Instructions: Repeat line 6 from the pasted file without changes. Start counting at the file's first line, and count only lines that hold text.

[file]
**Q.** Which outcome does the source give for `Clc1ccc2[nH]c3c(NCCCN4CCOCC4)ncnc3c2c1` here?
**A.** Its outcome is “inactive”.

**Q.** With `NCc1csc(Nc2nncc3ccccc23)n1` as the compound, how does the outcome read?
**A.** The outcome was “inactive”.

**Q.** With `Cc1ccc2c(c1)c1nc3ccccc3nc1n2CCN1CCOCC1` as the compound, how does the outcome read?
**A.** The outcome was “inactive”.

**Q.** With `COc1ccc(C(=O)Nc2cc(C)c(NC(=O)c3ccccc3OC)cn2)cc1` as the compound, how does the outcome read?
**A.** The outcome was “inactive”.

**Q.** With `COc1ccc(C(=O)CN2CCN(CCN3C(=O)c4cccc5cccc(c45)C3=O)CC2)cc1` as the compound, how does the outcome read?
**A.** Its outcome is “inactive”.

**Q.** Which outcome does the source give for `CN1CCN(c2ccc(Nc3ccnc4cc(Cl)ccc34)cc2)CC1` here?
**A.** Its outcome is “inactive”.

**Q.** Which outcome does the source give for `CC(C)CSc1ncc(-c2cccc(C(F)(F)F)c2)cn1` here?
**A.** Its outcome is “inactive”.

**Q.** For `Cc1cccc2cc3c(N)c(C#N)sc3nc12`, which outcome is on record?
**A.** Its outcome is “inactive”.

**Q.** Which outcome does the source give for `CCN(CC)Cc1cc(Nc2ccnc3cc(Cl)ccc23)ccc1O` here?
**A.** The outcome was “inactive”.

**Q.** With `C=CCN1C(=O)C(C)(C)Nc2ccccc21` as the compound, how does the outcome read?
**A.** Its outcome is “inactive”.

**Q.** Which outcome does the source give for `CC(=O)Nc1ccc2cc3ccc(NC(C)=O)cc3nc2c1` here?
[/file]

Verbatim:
**A.** The outcome was “inactive”.